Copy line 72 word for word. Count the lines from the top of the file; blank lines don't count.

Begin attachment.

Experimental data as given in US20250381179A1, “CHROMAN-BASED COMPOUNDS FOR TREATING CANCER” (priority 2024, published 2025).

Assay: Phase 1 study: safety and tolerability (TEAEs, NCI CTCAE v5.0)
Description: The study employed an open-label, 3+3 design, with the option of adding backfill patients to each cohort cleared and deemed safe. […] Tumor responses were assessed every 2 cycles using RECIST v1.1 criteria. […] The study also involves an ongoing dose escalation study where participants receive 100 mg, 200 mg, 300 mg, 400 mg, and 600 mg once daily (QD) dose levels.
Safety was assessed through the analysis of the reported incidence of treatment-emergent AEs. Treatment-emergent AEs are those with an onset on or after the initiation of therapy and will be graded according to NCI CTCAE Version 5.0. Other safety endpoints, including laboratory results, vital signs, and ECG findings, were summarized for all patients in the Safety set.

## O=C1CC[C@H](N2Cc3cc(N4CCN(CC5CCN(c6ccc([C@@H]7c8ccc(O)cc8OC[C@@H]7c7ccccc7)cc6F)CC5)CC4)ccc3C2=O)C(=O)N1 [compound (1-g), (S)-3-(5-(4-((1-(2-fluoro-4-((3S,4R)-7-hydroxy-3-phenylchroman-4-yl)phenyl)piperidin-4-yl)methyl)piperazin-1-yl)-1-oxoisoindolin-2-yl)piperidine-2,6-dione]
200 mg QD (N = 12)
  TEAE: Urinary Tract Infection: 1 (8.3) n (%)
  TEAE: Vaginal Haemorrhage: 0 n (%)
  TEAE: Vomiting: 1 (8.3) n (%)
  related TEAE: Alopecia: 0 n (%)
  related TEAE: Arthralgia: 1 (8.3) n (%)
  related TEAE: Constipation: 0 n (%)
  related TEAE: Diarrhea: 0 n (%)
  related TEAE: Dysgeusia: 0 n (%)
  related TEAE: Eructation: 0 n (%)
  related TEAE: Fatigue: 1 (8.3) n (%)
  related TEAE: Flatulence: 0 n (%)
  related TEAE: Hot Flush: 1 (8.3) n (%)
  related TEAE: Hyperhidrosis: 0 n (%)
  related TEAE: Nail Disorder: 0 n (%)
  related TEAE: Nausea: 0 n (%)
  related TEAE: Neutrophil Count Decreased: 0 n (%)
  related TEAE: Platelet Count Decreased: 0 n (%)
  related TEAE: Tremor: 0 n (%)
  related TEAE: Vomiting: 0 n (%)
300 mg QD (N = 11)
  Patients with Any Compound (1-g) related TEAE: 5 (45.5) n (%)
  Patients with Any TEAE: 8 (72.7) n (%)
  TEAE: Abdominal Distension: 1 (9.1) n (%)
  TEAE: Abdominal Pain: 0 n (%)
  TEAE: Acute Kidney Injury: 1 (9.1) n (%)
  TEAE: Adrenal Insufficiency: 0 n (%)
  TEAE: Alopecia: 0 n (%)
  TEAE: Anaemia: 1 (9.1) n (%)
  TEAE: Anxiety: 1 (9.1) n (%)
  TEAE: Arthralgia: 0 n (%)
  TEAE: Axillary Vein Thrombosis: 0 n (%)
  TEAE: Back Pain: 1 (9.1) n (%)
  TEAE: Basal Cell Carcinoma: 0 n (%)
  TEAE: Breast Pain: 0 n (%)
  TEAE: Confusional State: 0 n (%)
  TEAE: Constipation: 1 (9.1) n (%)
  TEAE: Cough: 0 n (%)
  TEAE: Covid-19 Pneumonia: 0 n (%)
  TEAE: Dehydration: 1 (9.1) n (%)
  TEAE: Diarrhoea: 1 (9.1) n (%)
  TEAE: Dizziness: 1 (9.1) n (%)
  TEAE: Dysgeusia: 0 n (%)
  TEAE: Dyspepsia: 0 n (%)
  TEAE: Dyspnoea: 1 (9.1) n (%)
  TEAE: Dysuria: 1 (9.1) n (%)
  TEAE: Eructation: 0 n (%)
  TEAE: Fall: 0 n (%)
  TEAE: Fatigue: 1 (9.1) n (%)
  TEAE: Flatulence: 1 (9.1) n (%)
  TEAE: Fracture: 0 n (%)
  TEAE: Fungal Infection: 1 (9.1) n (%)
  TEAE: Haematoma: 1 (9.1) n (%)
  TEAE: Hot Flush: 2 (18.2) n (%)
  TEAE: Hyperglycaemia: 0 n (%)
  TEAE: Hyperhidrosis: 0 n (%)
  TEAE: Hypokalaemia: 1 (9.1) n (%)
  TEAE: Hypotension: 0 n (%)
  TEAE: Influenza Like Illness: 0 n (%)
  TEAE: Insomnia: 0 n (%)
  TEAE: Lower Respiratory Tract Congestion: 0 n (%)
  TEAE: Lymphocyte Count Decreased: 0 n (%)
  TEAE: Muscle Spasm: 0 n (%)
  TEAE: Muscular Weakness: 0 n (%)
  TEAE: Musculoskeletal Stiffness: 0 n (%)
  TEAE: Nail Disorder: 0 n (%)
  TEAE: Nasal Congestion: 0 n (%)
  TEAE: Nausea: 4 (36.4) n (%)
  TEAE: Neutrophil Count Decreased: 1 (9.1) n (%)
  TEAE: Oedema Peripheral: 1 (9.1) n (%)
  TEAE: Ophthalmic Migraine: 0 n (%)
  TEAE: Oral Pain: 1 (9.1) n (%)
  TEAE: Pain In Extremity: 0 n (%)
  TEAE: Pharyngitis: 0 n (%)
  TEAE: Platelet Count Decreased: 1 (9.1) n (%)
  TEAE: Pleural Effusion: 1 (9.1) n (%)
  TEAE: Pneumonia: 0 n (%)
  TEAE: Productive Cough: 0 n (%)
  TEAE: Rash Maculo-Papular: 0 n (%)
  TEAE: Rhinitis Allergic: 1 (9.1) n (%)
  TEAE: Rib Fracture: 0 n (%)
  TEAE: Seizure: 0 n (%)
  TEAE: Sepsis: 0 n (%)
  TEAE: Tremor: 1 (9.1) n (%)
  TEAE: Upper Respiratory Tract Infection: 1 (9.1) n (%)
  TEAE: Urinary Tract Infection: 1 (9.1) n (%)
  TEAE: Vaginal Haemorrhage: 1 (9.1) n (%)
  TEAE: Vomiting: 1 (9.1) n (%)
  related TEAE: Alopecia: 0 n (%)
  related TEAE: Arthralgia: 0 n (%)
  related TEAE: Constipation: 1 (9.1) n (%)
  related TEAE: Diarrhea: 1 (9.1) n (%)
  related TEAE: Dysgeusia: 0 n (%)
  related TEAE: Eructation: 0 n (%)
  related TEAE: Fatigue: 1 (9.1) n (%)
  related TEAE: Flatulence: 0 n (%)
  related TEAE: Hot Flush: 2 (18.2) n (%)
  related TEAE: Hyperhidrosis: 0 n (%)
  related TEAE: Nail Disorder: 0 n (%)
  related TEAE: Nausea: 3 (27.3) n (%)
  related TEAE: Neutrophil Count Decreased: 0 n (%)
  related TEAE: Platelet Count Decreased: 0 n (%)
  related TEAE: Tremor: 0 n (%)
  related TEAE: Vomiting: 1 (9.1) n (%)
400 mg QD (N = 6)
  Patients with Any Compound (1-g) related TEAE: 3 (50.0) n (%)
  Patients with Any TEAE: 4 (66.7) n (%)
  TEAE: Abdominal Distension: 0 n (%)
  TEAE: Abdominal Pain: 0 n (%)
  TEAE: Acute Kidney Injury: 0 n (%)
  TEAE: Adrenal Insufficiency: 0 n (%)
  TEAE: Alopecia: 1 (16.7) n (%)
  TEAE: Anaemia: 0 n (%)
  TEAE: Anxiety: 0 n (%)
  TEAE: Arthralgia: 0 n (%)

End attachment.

  TEAE: Nasal Congestion: 0 n (%)